Sunday reflection


“The crowd…. went to Capernaum in search of Jesus.” From John 6:24-35.

“…the very quality of the air changed. It became thick, charged with the spirit of those whom we loved and who were there with us.” Carolle Doyle, Donkathon participant.
In the Gospel reading today, crowds of people are searching for Jesus, not just for his teaching and healing but also because over five thousand of them had been fed by him with the five barley loaves and two small fish that had been donated by one boy giving up his lunch. These are people who perhaps have no work because they seem able to follow Jesus around and may be hungry because they want more of the actual food he gives them. An act of generosity enabled Jesus to perform this miracle and, without that boy willing to let him have his lunch, the crowd may not have been fed in that way. In just the same way, without Prince Brochwel’s generosity in giving Melangell this part of the valley to build an abbey, her legacy may not have survived in the way it has, feeding people spiritually still to this day.  
Acts of generosity were also at the heart of Donkathon when Polly, Peter, Wizard, Muffin, Blackie the pony and poodle Nelson rolled into Pennant Melangell last Sunday with their grooms, friends and supporters. Time and resources were donated by all those who undertook the journey, lasting over a month, and by those who gave them shelter and food each night. Sponsors, the sharing of stories and the generosity of those who gave money along the way enabled over £40,000 to be raised for Multiple Sclerosis Research, with £352.94 being raised on the day the Donkathon ended at Pennant Melangell. Further acts of generosity meant that the WI loaned their gazebo, with cakes and drinks generously being donated in support of what was happening. In this way, those who came could be fed and anything left over was used by visitors afterwards, enabling their later donations also to go to MS Research.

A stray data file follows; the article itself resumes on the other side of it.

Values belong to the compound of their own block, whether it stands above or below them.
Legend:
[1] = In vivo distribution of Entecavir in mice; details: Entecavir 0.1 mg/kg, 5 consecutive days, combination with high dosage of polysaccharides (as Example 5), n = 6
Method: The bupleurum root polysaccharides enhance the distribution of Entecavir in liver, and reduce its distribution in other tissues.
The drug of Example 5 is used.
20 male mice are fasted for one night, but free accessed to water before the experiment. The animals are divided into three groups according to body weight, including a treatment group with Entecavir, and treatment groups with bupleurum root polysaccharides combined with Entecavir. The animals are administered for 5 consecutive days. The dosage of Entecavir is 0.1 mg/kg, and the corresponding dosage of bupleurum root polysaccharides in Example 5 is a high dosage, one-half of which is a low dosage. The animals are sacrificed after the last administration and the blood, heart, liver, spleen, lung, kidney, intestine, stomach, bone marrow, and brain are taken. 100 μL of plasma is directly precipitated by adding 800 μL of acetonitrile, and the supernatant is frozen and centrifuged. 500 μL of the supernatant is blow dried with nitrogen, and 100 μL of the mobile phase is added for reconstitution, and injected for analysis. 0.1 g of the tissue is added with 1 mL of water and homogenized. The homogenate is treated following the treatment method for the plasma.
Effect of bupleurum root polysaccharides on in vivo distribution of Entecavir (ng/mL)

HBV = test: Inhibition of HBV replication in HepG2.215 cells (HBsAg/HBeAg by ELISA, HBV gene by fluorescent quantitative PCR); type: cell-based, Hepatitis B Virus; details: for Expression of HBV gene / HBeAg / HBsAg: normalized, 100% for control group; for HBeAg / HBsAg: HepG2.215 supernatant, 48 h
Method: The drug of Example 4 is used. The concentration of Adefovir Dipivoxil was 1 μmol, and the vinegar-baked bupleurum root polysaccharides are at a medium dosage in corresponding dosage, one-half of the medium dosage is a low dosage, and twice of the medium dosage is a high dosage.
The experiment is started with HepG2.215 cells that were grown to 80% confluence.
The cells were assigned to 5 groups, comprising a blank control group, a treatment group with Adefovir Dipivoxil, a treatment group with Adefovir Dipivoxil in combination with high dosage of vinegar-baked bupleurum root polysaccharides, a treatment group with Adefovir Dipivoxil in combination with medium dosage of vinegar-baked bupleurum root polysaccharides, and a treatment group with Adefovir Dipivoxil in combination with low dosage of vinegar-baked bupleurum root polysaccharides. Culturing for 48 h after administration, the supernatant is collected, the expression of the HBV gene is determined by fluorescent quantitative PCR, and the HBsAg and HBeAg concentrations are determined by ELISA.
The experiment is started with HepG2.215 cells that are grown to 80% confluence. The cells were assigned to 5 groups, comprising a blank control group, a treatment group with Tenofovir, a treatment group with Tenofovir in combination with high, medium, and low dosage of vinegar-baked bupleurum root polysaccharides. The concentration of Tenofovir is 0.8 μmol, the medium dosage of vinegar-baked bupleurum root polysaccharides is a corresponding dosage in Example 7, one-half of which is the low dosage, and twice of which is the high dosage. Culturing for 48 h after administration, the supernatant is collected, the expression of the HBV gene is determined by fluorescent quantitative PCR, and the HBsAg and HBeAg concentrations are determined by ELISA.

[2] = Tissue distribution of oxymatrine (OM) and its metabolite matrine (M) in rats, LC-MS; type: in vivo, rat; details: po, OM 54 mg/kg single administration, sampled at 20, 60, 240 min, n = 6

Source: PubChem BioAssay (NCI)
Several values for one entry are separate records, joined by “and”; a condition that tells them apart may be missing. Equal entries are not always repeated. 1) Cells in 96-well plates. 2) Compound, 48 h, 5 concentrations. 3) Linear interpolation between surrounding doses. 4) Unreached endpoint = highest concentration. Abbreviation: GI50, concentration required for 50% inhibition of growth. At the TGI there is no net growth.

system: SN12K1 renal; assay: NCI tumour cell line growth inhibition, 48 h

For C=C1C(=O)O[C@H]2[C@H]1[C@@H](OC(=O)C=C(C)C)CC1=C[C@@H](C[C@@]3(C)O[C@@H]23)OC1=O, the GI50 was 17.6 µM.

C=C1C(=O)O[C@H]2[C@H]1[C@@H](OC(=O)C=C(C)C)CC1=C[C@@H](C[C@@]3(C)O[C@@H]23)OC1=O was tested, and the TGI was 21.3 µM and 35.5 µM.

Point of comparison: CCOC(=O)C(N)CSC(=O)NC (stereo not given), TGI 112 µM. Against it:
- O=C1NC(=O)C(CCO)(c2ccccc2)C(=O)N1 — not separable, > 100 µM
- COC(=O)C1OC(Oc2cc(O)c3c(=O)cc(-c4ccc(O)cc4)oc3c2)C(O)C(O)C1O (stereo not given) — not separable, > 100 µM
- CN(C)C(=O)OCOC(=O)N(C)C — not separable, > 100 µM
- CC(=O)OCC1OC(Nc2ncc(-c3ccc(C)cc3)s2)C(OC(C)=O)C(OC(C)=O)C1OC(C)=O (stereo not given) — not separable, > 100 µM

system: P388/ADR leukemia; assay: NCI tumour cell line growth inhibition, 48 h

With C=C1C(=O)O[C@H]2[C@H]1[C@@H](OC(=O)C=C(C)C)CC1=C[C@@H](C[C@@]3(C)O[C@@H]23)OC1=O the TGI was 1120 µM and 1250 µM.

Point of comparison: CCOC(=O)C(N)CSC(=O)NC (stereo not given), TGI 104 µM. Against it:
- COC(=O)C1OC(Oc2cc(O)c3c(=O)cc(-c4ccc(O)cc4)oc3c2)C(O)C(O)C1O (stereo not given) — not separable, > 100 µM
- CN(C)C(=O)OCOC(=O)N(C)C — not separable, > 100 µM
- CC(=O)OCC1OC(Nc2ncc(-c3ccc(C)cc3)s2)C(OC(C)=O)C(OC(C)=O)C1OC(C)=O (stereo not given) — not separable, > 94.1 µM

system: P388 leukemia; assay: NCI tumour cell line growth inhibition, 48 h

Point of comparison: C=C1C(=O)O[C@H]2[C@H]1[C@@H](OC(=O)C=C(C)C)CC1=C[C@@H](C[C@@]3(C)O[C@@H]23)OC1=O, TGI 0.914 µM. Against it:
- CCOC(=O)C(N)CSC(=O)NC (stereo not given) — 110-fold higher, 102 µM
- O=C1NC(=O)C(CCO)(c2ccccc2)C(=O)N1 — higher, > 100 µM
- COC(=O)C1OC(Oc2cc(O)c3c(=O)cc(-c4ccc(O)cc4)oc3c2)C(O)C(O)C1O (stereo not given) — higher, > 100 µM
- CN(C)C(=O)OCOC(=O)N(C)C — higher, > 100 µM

But this happened on another level too. Carolle Doyle writes of sensing the love of those who have died but were carried in the hearts and thoughts of those taking part in the Donkathon: “St. Melangell’s is my spiritual home and, like many others, I see it as a ‘thin’ place where heaven and earth meet. But as I sat beside my friend, Polly, on the final ‘Donkathon’ mile the very quality of the air changed. It became thick, charged with the spirit of those whom we loved and who were there with us: Peter’s Tessa and Katie who should have overseen this last week and whose scarf was wrapped around the carriage; my Don and my friend Sally, who used to drive my donkey with me, my parents too. All there, all with us as we passed the sign for Pennant Melangell and then the long journey was over and we were surrounded by friends.”

Not only food, journeys and experiences were shared throughout the Donkathon but also lives and love – the bridge between this world and the next. Where people are willing to reach out, seek the welfare of others and make a difference, wonderful things can happen. Jesus showed that, when so many people were fed by a boy’s meal and love multiplied. As Donkathon showed us, that can still happen and the money raised will enable other lives to be touched by that same generosity that is so much needed today. Well done Polly, Peter, Carole and all involved – especially Wizard, Muffin, Blackie and Nelson!  

Pob bendith,